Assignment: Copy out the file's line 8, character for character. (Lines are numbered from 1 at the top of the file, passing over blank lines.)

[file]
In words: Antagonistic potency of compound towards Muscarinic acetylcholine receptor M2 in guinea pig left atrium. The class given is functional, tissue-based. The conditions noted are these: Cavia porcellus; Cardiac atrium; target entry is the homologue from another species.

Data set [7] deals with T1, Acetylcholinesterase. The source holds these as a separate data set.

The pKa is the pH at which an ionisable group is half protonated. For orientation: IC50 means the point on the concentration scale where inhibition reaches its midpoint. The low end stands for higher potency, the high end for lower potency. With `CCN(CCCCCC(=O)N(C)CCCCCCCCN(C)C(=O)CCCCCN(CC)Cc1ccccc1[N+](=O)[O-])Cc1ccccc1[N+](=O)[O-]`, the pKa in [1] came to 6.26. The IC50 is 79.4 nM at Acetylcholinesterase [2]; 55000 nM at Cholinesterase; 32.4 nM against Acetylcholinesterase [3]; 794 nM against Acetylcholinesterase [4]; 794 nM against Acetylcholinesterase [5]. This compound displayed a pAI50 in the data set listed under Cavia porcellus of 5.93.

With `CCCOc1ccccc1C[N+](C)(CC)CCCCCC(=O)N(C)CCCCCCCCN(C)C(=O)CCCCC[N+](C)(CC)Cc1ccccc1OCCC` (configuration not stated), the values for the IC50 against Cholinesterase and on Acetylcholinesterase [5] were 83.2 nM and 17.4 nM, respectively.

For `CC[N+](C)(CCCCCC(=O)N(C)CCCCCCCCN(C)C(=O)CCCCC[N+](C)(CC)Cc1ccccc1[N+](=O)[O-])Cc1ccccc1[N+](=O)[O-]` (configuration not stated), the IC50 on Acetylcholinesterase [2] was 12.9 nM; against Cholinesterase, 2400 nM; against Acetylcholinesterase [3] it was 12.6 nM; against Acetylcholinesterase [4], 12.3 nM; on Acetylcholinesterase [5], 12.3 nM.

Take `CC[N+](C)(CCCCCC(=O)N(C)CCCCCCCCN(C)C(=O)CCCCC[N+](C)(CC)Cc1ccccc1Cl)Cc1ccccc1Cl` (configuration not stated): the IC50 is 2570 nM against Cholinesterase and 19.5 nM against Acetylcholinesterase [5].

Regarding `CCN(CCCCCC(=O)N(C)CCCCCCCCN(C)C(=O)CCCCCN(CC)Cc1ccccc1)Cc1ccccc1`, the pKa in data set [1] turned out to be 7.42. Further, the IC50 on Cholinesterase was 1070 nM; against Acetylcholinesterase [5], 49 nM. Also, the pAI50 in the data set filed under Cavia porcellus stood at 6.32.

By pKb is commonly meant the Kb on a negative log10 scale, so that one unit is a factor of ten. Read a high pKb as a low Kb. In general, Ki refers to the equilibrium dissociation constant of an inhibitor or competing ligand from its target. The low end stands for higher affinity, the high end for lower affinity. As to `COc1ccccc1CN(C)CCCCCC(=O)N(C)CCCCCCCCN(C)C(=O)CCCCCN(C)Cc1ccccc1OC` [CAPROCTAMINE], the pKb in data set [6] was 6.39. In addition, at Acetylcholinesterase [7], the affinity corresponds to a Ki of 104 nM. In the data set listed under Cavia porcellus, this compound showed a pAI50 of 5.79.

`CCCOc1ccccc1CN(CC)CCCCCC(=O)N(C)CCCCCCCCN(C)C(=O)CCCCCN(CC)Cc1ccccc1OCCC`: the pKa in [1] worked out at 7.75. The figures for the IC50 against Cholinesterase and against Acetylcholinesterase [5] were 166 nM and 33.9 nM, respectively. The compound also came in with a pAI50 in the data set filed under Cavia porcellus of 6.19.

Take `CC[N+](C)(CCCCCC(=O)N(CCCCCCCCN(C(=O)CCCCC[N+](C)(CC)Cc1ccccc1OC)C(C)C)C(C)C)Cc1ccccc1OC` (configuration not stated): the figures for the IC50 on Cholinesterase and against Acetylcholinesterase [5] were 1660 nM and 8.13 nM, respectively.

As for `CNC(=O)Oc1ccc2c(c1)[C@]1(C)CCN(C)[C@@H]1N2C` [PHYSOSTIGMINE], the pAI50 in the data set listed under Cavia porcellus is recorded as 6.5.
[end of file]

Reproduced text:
By pKb is commonly meant the Kb on a negative log10 scale, so that one unit is a factor of ten. Read a high pKb as a low Kb. In general, Ki refers to the equilibrium dissociation constant of an inhibitor or competing ligand from its target. The low end stands for higher affinity, the high end for lower affinity. As to `COc1ccccc1CN(C)CCCCCC(=O)N(C)CCCCCCCCN(C)C(=O)CCCCCN(C)Cc1ccccc1OC` [CAPROCTAMINE], the pKb in data set [6] was 6.39. In addition, at Acetylcholinesterase [7], the affinity corresponds to a Ki of 104 nM. In the data set listed under Cavia porcellus, this compound showed a pAI50 of 5.79.